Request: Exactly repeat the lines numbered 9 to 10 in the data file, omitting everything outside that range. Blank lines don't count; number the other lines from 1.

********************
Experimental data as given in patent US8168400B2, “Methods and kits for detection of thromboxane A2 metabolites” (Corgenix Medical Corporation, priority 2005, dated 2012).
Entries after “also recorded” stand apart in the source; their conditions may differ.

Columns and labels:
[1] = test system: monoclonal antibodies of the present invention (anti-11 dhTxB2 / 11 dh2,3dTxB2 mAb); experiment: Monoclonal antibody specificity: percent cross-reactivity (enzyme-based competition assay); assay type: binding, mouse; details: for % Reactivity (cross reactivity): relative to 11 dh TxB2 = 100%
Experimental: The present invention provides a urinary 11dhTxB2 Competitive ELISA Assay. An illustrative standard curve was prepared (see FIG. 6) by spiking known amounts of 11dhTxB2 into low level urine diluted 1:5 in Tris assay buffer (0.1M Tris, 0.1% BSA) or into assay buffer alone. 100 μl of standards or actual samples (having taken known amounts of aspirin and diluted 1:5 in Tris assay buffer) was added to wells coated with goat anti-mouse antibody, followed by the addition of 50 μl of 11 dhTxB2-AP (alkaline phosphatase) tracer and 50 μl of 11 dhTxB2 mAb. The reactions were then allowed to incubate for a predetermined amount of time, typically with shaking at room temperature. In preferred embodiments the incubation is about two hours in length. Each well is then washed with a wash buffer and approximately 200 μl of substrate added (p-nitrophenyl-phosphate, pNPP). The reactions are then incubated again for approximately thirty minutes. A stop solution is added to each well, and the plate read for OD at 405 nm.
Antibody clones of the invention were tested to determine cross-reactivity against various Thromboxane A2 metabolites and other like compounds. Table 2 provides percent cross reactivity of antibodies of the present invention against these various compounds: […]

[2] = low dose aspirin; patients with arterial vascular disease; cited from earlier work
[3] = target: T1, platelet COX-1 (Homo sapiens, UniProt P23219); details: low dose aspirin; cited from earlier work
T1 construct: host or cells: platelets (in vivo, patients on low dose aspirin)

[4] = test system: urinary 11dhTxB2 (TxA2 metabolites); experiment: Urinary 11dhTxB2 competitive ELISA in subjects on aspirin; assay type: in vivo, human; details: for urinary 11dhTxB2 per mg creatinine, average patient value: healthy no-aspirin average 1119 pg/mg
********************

T1 construct: host or cells: platelets (in vivo, patients on low dose aspirin)

[4] = test system: urinary 11dhTxB2 (TxA2 metabolites); experiment: Urinary 11dhTxB2 competitive ELISA in subjects on aspirin; assay type: in vivo, human; details: for urinary 11dhTxB2 per mg creatinine, average patient value: healthy no-aspirin average 1119 pg/mg